For Old Time's Sake

Taking a break from studying for finals in December 2008, John White strolled around Voorhees Mall on the New Brunswick Campus. Noticing dates on the facades, "I was impressed by the fact that our university had some great examples of 19th-century architecture," he recalls. "I knew that Rutgers was one of the oldest colleges in the nation, but past that, I didn't know too much about Rutgers history."

Honoring the Past

Believing other Rutgers students would take pride in that history if they knew more about it, he and a friend got the ball rolling on what is now the 30-member, student-run Rutgers University Historical Society.

Its purpose, according to the Chanticleer, the society's newsletter, is "to promote and protect the history and traditions of Rutgers University." The debut 12-page publication, named for a former Rutgers mascot, offers student-researched and -written articles on, among other subjects, William the Silent, a Dutch monarch whose statue graces Voorhees Mall; the 200th anniversary of the Old Queens building; and the school's namesake, Henry Rutgers.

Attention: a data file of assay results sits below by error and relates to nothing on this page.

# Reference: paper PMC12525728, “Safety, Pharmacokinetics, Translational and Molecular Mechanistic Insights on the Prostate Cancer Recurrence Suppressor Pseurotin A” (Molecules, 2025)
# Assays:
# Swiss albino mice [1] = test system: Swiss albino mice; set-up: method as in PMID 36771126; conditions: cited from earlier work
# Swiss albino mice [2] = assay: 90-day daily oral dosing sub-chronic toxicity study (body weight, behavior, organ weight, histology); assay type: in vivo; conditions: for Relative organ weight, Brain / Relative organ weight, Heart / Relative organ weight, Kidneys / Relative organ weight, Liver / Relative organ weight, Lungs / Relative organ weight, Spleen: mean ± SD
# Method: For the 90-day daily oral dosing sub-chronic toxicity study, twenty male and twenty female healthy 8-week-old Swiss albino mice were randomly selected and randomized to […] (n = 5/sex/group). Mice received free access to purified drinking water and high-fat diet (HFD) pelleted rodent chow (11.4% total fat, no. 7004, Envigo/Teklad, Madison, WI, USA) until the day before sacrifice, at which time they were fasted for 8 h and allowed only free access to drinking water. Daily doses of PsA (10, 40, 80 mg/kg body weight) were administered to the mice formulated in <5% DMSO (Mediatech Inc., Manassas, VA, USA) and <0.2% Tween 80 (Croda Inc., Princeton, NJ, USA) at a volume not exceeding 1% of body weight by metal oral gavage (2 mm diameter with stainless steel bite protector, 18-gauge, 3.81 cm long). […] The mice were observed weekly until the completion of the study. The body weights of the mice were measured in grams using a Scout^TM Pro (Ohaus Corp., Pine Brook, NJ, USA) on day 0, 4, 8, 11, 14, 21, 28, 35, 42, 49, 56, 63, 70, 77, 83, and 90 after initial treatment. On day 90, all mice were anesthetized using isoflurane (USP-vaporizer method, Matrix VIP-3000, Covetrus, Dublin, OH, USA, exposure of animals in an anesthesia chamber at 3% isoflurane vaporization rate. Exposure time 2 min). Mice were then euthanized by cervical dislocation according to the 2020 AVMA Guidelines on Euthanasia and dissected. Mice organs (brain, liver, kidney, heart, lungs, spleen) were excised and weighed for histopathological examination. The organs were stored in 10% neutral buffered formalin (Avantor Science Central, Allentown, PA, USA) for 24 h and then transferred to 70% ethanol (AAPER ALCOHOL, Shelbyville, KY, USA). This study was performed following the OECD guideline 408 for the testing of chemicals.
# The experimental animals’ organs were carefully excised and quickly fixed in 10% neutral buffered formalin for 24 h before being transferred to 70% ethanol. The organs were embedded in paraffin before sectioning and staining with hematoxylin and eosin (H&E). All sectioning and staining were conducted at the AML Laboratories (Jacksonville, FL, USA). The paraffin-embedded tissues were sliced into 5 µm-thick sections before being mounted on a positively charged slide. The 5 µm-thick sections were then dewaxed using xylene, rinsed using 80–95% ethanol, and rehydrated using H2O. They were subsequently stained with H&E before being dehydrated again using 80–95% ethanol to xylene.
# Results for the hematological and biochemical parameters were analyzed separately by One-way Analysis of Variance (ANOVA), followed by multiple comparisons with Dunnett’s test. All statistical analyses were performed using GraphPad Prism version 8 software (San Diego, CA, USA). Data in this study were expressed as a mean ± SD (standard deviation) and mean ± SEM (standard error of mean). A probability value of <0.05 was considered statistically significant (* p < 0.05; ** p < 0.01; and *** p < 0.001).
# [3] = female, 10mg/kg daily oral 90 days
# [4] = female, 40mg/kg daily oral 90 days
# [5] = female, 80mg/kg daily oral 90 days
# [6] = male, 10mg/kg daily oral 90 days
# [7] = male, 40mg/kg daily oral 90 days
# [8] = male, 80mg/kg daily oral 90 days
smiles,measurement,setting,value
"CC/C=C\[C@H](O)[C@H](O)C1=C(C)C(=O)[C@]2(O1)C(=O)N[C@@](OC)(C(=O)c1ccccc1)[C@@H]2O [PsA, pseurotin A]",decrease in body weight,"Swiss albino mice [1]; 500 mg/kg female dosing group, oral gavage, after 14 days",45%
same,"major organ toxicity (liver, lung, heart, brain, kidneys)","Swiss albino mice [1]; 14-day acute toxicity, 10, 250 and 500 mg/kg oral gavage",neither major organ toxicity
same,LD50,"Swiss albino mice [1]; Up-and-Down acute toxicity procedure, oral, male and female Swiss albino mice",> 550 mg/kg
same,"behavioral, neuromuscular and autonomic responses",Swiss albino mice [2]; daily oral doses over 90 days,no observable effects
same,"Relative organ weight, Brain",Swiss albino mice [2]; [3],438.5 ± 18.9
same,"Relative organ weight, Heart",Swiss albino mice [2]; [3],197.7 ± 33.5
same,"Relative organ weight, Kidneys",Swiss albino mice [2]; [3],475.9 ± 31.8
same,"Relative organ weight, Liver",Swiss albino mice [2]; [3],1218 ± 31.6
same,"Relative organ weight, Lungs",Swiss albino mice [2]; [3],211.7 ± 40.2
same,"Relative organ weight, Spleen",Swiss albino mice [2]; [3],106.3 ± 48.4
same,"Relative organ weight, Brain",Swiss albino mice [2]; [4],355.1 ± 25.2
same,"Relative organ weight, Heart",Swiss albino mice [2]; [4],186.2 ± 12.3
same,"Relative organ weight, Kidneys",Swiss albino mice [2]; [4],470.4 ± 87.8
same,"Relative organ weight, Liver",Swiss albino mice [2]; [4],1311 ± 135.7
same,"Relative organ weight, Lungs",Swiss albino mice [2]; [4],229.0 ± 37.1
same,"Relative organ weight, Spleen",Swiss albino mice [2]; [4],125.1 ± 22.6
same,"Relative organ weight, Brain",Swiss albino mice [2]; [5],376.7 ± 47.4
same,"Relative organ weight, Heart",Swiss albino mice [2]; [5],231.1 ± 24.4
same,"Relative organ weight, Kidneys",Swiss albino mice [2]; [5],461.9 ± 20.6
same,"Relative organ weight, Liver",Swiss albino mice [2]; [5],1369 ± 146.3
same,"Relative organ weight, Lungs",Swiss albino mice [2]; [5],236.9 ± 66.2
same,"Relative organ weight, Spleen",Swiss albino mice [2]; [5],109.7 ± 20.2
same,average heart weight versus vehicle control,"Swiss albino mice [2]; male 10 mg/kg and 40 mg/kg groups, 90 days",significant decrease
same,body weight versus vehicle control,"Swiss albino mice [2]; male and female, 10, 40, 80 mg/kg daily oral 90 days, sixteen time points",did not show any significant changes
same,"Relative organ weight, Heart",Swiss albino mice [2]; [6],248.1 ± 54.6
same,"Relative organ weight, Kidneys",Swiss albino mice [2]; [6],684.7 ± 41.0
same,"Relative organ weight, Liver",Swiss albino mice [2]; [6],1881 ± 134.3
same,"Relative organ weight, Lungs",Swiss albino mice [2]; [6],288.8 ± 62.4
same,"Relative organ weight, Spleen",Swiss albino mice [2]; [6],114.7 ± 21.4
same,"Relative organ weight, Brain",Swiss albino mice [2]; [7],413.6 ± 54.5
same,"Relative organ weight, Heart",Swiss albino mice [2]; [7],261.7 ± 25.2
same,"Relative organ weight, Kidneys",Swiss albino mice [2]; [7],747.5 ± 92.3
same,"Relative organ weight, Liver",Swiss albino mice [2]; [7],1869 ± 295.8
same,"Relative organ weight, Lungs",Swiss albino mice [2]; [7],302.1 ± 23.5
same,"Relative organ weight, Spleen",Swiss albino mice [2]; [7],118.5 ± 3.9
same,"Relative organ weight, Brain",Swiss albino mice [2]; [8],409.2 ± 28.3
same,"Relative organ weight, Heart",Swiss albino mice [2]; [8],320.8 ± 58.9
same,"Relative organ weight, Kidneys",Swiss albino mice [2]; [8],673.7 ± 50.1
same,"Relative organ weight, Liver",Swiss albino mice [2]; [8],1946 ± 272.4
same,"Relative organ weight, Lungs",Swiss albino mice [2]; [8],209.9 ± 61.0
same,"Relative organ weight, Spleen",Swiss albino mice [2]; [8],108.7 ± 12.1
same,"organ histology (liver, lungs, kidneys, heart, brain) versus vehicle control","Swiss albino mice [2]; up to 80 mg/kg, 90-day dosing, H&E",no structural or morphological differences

The society also plans to conduct tours of Rutgers campuses, starting with Douglass and Livingston (which is celebrating its 40th anniversary this school year), and advocate for the preservation of historic buildings. The Chanticleer, whose debut issue includes a piece on Depression-era Douglass College, will eventually cover history at all Rutgers campuses, according to John.

Music and Architecture

John arrived at Rutgers in 2008, after spending one year at West Chester University in Pennsylvania and another taking classes at Mercer County Community College in New Jersey. He chose Rutgers because the School of Arts and Sciences offers a generalist liberal-arts degree in music, beyond a more specialized performance or education focus. Such a track, John explains, allows him to pursue other interests, such as his minor in art history.

A longtime history buff, John credits Professor Carla Yanni's course on 19th-century architecture with sparking his interest in Rutgers history. Because she places each architectural style within the context of society at the time, he says, "I've become a lot more appreciative of a lot of styles, not just the pretty Federalist buildings that are on Voorhees Mall."

Post-Rutgers, grad school is in the offing for John. If he sticks with music, he might pursue arts administration, he says. But "any art history student at Rutgers who's taken architectural or historic-preservation classes is prepared for any graduate program in preservation," he adds. "I have a broad liberal-arts education that's prepared me for anything I'd be interested in."